an aural Renaissance wedding experience.                                                      Huddersfield Contemporary Music Festival, and the Beverley and York Early
                                                                                                   Music Festivals.
                                                                               — Angus Smith
                                                                                                   The Consort first performed in North America in November 1992 at the
                                                                                                   University of Notre Dame at a conference held in honor of the 500th anniversary of
     ABOUT THE ARTISTS                                                                             the death of Busnoys. Recent American tours have included performances of many
                                                                                                   early music series, such as the Boston Early Music Festival; the Seattle Early Music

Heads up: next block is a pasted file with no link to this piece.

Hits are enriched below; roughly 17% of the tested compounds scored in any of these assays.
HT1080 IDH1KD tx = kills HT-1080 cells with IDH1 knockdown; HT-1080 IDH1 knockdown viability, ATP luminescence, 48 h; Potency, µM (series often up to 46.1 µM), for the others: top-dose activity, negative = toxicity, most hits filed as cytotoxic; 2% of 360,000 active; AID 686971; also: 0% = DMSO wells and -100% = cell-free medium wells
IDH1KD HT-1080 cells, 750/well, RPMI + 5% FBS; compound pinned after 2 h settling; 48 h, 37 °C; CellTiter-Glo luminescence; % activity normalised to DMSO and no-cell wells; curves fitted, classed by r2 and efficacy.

Formed in 1988 by the Early Music Centre of Great Britain, the ORLANDO                        Guild; the Houston, San Francisco and San Diego Early Music Societies; the
     CONSORT has achieved a reputation as one of the most expert and consistently                  Renaissance & Baroque Society (Pittsburgh); Early Music Now (Milwaukee); and
     challenging groups performing repertoire spanning the years 1050 to 1600.Working              Early Music Vancouver. College and university performances have taken place at
     with leading academics on music that has often never been performed in modern                 Stanford University, Columbia University, Dartmouth College, Cornell University,
     times, the ensemble’s four singers have set new standards of performance, particularly        Haverford College, the Eastman School of Music, the University of Maryland, the
     with regard to the pronunciation and tuning of this fascinating repertoire. Much              University of Vermont and Penn State University.They have also performed at Spivey
     more than a simple early music group, the Orlando Consort has also garnered praise            Hall (Atlanta), the Da Camera Society (Los Angeles), the Dumbarton Concert
     for its imaginative presentation of contemporary music, jazz and education projects,          Series (Washington) and at the Metropolitan Museum of Art.
     while delighting audiences with an uncanny ability to present old music with an
     inspiring and fresh approach.                                                                 The work of the Orlando Consort extends well beyond conventional early music